Log Splitter Question...

DL Meisen

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Sound like a plan... Sounds like splitter would be "sort of stationary" because if having to move two units.... Some pictures of finished unit would be good...
 

aircommuter

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The only reason for a strainer on the inlet is to protect the manufacturer from debris left in the system. Once the oil passes through the return filter nothing should be in the tank.
 
  
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/pine

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Sound like a plan... Sounds like splitter would be "sort of stationary" because if having to move two units.... Some pictures of finished unit would be good...

Sound like a plan... Sounds like splitter would be "sort of stationary" because if having to move two units.... Some pictures of finished unit would be good...
Here is a couple of old pics...before and after I added the lift...I park the tractor about 20' to the right in the pics...you can see the hoses...

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ovrszd

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Why not put the filter on the output port of the tank? That way you're sure the oil reaching the pump is clean. That's where the filter is on my 20T wood splitter.
My theory. The filter should be on the return side so it catches all contaminants before they enter the tank. Then you know your pump is always drinking clean oil.
 

ovrszd

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My splitter uses 1 1/4" hose from valve assembly to filter head. Tank has a male 1"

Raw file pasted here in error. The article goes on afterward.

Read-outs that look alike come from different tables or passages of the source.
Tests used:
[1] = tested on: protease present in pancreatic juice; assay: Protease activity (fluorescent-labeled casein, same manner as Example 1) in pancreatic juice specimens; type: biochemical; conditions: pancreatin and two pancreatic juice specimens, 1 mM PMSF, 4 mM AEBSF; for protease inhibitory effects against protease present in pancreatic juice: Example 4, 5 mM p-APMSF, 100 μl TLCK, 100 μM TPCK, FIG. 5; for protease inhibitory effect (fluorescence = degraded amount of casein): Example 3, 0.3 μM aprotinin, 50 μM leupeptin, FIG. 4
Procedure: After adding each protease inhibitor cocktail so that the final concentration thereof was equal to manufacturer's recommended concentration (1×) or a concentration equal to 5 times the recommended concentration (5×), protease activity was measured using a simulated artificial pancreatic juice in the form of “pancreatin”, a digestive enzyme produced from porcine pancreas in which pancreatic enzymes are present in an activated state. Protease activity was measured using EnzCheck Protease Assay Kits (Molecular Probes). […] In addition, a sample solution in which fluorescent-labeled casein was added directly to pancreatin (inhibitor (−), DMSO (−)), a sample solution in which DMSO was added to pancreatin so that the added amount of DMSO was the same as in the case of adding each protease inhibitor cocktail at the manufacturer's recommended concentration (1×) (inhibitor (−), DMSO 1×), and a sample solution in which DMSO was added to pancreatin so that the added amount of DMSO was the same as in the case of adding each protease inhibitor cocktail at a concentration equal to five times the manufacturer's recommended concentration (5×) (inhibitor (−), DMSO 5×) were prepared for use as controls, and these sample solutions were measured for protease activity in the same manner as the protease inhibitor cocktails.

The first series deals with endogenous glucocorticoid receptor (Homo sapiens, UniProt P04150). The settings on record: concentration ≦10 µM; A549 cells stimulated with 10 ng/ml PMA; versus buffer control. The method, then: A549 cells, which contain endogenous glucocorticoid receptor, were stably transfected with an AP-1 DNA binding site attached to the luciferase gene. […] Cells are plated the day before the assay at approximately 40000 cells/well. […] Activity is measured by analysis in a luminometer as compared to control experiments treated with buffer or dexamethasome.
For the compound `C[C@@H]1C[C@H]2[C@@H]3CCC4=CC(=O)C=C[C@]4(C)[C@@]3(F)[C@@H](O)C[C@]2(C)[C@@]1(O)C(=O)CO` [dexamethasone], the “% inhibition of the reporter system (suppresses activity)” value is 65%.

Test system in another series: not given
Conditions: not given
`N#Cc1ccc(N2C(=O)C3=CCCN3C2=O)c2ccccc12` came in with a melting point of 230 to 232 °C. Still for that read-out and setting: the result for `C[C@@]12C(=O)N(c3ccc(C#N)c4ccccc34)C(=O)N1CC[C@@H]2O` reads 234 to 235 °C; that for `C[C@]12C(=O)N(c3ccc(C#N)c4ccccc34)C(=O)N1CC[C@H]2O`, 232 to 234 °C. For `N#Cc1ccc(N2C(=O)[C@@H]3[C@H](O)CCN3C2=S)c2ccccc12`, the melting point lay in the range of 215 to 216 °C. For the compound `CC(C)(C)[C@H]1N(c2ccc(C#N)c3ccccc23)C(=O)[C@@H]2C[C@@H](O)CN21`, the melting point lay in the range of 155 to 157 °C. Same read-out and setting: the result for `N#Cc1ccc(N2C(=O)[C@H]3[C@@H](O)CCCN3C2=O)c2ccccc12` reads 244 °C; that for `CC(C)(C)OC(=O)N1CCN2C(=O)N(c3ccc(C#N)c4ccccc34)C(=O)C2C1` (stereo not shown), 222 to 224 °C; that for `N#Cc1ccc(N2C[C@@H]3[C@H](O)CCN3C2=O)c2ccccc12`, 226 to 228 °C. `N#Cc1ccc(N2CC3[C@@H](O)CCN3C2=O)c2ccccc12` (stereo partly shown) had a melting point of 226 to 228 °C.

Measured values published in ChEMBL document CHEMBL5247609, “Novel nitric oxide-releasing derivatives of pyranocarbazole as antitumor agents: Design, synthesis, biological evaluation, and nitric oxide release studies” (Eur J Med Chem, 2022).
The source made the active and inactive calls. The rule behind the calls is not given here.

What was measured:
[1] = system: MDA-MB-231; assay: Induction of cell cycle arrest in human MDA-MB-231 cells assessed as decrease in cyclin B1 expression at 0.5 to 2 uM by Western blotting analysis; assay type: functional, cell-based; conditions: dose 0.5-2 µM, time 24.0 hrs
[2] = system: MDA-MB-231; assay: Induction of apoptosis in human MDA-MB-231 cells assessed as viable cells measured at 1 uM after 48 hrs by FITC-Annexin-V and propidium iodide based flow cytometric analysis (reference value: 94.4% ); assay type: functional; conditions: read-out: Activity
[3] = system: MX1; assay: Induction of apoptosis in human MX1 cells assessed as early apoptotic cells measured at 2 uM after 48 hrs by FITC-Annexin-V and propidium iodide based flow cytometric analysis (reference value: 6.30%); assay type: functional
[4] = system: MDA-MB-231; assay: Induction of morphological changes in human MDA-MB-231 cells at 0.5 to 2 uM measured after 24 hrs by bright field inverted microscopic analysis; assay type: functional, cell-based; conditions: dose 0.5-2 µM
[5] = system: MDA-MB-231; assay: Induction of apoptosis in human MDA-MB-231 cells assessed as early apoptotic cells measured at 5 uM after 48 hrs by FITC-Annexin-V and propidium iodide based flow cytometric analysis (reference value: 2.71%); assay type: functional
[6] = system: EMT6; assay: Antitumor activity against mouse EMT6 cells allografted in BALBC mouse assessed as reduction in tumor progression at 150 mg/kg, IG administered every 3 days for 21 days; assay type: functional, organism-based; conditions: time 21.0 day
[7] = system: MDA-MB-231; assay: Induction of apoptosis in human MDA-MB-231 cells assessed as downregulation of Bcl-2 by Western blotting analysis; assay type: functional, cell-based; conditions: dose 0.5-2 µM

20210315_131727.jpg
threaded nipple welded to the top of the tank.

20210315_131712.jpg
 

3Ts

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I was under the impression that the return inlet to the tank needed to be below the oil level to keep the oil from foaming. With it coming in at the top of the tank it will free fall thru the air before hitting the oil in the tank.
 

ovrszd

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I was under the impression that the return inlet to the tank needed to be below the oil level to keep the oil from foaming. With it coming in at the top of the tank it will free fall thru the air before hitting the oil in the tank.
Have never had a problem. Might be contingent on the type of oil used?
 

PILOON

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I understand but the output port of the tank (ie, before entering the pump) is low pressure, no? It's only once it leaves the pump that it becomes pressurized. At least, that's how I understand it.
Correct, it would be low pressure (actually suction or gravity fed) but if clogged it would create a vacuum and collapse the intake hose which generally is very low pressure material not unlike garden hose.
As a result your pump could run dry.
I think the proper solution is for the tank outlet to be higher up the reservoir so as to have a sump to collect any debris .
I gather that most filters are between the return line and tank thus catch most debris B4 damage can be caused. Not 100% but darn close.
Naturally in the perfect world all hoses were flushed B4 installation and all oil was filtered carefully.

In aviation, specs for hoses call for calibrated balls to be run thru each hose as well as pressure tests.
 

DL Meisen

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I was under the impression that the return inlet to the tank needed to be below the oil level to keep the oil from foaming. With it coming in at the top of the tank it will free fall thru the air before hitting the oil in the tank.
Mine, like thousands of others enters from top of tank....

Dale
 
 
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